6.) Climbing and Hiking

Japan is a rugged and mountainous country that makes it ideal for climbing and hiking. From iconic and spectacular landmarks like Mt. Fuji to more off-the-beaten track areas for exploring, if you love putting on your walking boots to enjoy the great outdoors then Japan has something for beginners and experts alike. When it comes to the 3,776 metre tall Mount Fuji, the month of July is the official start of the climbing and hiking season. There are four routes which vary by difficulty. The official season for the Yoshida Trail - arguably the most accessible - opens July 1st and lasts until September 10th. All other trails open on July 10th. During that time hikers can enjoy amenities, such as mountain huts, medical supplies, food and drink, and guided tours. Hiking Mt. Fuji is no mean feat however and must be taken seriously. Our guide to Climbing and Hiking Mt. Fuji has more information. If you’re more of a beginner then why not read our Starters Guide to Hiking in Japan for some helpful tips to get started? Other popular hiking trails to consider include the historic Futabanosato Walking Trail in Hiroshima and Hakuba Valley during the green season (more on this below). Meanwhile, if you’re staying in the Mt. Fuji area then the breath-taking Fuji Five Lakes provide endless beauty and plentiful outdoor experience and activities during July and the rest of the summer.

7.) Summer Fireworks (Hanabi)

While people in the west often associate fireworks with the winter months, in Japan they’re much more common in the summer. In Japan, fireworks are more than just a light show, they’re an art form known as ‘hanabi’ which literally translates as ‘flower fire’. While historically used to ward off evil spirits and honour the dead, fireworks are synonymous with summer celebrations. July sees one of Japan’s biggest summer fireworks festivals take place - Sumidagawa Fireworks Festival. Founded in 1732, Sumidagawa is the oldest fireworks festival in the world and takes place on the banks of Tokyo’s Sumida River near Asakusa on the last Saturday in July. Summer nights and fireworks go hand in hand! There are lots of major firework displays in Japan over the summer. You can learn more about the art of Japanese fireworks in our Guide to Hanabi.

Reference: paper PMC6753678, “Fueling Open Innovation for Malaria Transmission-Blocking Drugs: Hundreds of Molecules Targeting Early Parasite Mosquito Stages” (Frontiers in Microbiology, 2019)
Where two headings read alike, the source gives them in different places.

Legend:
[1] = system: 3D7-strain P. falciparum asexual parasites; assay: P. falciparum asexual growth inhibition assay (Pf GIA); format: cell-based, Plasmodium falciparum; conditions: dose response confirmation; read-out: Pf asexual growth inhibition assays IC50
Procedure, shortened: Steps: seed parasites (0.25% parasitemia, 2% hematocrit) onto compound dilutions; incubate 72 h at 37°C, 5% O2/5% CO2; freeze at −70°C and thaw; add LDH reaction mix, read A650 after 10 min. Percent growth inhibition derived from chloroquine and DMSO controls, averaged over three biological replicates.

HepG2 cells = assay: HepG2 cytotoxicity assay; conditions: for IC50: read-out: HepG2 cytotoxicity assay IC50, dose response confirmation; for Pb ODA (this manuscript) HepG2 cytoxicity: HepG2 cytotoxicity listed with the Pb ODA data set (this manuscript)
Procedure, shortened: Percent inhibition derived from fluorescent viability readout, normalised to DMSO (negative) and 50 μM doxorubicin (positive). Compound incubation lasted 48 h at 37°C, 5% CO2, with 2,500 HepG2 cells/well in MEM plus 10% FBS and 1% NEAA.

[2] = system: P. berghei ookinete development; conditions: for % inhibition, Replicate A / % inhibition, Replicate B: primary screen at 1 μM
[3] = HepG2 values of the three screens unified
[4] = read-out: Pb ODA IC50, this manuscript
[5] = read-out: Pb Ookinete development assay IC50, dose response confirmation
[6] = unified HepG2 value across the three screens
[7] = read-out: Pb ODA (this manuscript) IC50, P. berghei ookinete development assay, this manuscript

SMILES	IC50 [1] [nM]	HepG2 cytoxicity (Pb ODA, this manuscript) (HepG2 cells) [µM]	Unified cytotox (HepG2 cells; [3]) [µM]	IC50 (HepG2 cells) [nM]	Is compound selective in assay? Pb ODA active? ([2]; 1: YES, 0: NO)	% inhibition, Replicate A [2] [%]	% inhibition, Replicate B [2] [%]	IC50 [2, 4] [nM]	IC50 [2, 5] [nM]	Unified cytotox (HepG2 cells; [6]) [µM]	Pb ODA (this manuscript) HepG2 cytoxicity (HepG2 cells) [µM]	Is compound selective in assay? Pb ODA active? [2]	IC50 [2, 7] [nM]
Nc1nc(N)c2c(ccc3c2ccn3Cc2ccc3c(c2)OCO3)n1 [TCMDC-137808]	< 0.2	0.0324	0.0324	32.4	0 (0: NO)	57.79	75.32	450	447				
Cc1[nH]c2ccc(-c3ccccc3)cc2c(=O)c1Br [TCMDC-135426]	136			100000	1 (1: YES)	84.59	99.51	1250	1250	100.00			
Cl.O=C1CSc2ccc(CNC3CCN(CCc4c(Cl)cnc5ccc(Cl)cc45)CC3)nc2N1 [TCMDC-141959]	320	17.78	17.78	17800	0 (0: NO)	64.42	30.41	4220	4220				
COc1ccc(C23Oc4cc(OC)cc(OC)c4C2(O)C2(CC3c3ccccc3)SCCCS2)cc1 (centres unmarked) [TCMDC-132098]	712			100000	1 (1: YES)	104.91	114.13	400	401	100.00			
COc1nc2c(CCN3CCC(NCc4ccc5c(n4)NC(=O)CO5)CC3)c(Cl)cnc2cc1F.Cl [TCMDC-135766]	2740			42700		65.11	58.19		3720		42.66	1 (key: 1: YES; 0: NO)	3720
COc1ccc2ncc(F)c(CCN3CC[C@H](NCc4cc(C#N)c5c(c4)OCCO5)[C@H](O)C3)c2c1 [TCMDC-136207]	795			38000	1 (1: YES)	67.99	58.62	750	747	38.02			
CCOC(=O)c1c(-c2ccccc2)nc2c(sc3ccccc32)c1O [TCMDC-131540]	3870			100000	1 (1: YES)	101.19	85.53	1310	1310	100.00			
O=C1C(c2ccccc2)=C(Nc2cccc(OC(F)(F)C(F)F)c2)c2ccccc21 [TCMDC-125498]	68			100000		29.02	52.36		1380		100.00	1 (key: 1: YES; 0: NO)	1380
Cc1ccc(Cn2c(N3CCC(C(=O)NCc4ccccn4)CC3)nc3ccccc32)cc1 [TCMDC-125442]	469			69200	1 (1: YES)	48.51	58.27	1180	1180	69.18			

8.) Fun indoors

Japan’s rainy season starts in June, but it does vary from region to region and July can definitely see some rain. If you find yourself caught in a downpour, don’t be downbeat. There is a huge amount to do in Japan when the weather is on the wet side. From watching a traditional Sumo tournament to going on a shopping spree in one of Japan’s malls (or famous side districts like Tokyo’s Harajuku and Nakano Broadway or Osaka’s Dotonbori and Denden Town) to visiting the country’s incredible castles and imperial palaces, spectacular theme parks, unique museums like the Studio Ghibli Museum, or world-leading aquariums, you’ll never run out of things to do. In Japan, the word Otaku refers to geek culture but technically means people who have such passionate interests they stay indoors all the time, so you know this is a nation who has turned having fun inside into an art from whether it’s manga and anime or computer games. For more on the latter read our guide to Japan for Gamers, J-Culture, and Otaku fans, which includes destinations such as games arcades, theme parks, and anime themed shopping malls. 

9.) Visit Hokkaido